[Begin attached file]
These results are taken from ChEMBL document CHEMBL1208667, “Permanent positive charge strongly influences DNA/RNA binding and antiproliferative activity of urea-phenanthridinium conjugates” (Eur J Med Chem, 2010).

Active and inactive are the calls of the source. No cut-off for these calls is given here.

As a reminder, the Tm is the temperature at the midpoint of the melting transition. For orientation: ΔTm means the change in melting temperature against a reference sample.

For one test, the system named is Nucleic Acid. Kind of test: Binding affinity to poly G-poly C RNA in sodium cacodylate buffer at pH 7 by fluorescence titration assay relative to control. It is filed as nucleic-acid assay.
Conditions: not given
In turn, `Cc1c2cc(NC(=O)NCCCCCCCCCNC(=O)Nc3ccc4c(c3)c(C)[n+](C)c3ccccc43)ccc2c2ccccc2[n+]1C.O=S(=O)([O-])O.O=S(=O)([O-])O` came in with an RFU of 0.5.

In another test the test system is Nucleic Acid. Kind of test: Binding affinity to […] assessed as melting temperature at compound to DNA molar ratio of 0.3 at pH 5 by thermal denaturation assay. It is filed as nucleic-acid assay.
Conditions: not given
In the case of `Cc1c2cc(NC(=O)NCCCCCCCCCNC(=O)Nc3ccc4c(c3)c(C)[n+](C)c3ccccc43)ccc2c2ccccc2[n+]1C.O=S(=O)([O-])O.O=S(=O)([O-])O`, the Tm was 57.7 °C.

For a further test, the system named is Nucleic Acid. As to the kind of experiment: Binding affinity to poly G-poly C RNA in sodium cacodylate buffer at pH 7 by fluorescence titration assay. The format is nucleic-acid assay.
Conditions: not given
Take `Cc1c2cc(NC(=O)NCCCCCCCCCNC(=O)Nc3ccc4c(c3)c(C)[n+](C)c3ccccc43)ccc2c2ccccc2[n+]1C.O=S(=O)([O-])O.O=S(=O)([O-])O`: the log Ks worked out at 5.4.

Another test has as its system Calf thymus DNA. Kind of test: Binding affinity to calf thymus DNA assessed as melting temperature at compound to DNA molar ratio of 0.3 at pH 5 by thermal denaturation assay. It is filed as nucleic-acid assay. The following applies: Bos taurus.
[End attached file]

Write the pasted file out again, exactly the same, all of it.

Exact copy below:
These results are taken from ChEMBL document CHEMBL1208667, “Permanent positive charge strongly influences DNA/RNA binding and antiproliferative activity of urea-phenanthridinium conjugates” (Eur J Med Chem, 2010).

Active and inactive are the calls of the source. No cut-off for these calls is given here.

As a reminder, the Tm is the temperature at the midpoint of the melting transition. For orientation: ΔTm means the change in melting temperature against a reference sample.

For one test, the system named is Nucleic Acid. Kind of test: Binding affinity to poly G-poly C RNA in sodium cacodylate buffer at pH 7 by fluorescence titration assay relative to control. It is filed as nucleic-acid assay.
Conditions: not given
In turn, `Cc1c2cc(NC(=O)NCCCCCCCCCNC(=O)Nc3ccc4c(c3)c(C)[n+](C)c3ccccc43)ccc2c2ccccc2[n+]1C.O=S(=O)([O-])O.O=S(=O)([O-])O` came in with an RFU of 0.5.

In another test the test system is Nucleic Acid. Kind of test: Binding affinity to […] assessed as melting temperature at compound to DNA molar ratio of 0.3 at pH 5 by thermal denaturation assay. It is filed as nucleic-acid assay.
Conditions: not given
In the case of `Cc1c2cc(NC(=O)NCCCCCCCCCNC(=O)Nc3ccc4c(c3)c(C)[n+](C)c3ccccc43)ccc2c2ccccc2[n+]1C.O=S(=O)([O-])O.O=S(=O)([O-])O`, the Tm was 57.7 °C.

For a further test, the system named is Nucleic Acid. As to the kind of experiment: Binding affinity to poly G-poly C RNA in sodium cacodylate buffer at pH 7 by fluorescence titration assay. The format is nucleic-acid assay.
Conditions: not given
Take `Cc1c2cc(NC(=O)NCCCCCCCCCNC(=O)Nc3ccc4c(c3)c(C)[n+](C)c3ccccc43)ccc2c2ccccc2[n+]1C.O=S(=O)([O-])O.O=S(=O)([O-])O`: the log Ks worked out at 5.4.

Another test has as its system Calf thymus DNA. Kind of test: Binding affinity to calf thymus DNA assessed as melting temperature at compound to DNA molar ratio of 0.3 at pH 5 by thermal denaturation assay. It is filed as nucleic-acid assay. The following applies: Bos taurus.